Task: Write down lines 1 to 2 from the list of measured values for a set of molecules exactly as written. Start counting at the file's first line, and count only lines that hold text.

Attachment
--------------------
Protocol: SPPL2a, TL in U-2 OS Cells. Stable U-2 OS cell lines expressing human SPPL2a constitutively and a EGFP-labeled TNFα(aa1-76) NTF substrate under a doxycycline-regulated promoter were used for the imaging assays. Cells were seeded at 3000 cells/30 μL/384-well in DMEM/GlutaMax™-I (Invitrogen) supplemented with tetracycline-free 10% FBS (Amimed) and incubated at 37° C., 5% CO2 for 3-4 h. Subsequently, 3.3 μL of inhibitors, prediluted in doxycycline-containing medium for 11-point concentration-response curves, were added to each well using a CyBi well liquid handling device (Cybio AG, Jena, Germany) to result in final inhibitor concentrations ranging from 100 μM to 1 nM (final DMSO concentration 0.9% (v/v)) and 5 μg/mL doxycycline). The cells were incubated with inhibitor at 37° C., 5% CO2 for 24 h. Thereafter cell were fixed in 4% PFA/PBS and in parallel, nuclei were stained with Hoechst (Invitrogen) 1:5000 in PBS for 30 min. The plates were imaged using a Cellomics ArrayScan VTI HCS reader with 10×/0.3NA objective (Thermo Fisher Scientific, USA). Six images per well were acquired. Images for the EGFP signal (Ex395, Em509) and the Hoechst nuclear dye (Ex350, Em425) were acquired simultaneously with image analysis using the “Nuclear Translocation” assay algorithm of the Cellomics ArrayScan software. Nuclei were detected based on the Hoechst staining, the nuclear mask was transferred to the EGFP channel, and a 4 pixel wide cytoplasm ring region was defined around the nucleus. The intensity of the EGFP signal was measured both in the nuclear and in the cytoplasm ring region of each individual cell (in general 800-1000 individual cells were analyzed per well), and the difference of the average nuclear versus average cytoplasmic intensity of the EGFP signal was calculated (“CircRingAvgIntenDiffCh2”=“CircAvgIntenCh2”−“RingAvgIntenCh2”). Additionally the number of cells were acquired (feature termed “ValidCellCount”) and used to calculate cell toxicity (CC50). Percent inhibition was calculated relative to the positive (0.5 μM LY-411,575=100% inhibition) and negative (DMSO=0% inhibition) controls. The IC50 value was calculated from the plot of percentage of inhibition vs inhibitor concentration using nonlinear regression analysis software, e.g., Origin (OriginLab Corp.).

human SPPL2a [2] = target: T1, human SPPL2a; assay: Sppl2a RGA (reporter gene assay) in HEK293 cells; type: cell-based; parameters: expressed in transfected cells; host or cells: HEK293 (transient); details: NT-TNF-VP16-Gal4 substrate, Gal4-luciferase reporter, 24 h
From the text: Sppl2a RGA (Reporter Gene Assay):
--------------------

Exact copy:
Protocol: SPPL2a, TL in U-2 OS Cells. Stable U-2 OS cell lines expressing human SPPL2a constitutively and a EGFP-labeled TNFα(aa1-76) NTF substrate under a doxycycline-regulated promoter were used for the imaging assays. Cells were seeded at 3000 cells/30 μL/384-well in DMEM/GlutaMax™-I (Invitrogen) supplemented with tetracycline-free 10% FBS (Amimed) and incubated at 37° C., 5% CO2 for 3-4 h. Subsequently, 3.3 μL of inhibitors, prediluted in doxycycline-containing medium for 11-point concentration-response curves, were added to each well using a CyBi well liquid handling device (Cybio AG, Jena, Germany) to result in final inhibitor concentrations ranging from 100 μM to 1 nM (final DMSO concentration 0.9% (v/v)) and 5 μg/mL doxycycline). The cells were incubated with inhibitor at 37° C., 5% CO2 for 24 h. Thereafter cell were fixed in 4% PFA/PBS and in parallel, nuclei were stained with Hoechst (Invitrogen) 1:5000 in PBS for 30 min. The plates were imaged using a Cellomics ArrayScan VTI HCS reader with 10×/0.3NA objective (Thermo Fisher Scientific, USA). Six images per well were acquired. Images for the EGFP signal (Ex395, Em509) and the Hoechst nuclear dye (Ex350, Em425) were acquired simultaneously with image analysis using the “Nuclear Translocation” assay algorithm of the Cellomics ArrayScan software. Nuclei were detected based on the Hoechst staining, the nuclear mask was transferred to the EGFP channel, and a 4 pixel wide cytoplasm ring region was defined around the nucleus. The intensity of the EGFP signal was measured both in the nuclear and in the cytoplasm ring region of each individual cell (in general 800-1000 individual cells were analyzed per well), and the difference of the average nuclear versus average cytoplasmic intensity of the EGFP signal was calculated (“CircRingAvgIntenDiffCh2”=“CircAvgIntenCh2”−“RingAvgIntenCh2”). Additionally the number of cells were acquired (feature termed “ValidCellCount”) and used to calculate cell toxicity (CC50). Percent inhibition was calculated relative to the positive (0.5 μM LY-411,575=100% inhibition) and negative (DMSO=0% inhibition) controls. The IC50 value was calculated from the plot of percentage of inhibition vs inhibitor concentration using nonlinear regression analysis software, e.g., Origin (OriginLab Corp.).

human SPPL2a [2] = target: T1, human SPPL2a; assay: Sppl2a RGA (reporter gene assay) in HEK293 cells; type: cell-based; parameters: expressed in transfected cells; host or cells: HEK293 (transient); details: NT-TNF-VP16-Gal4 substrate, Gal4-luciferase reporter, 24 h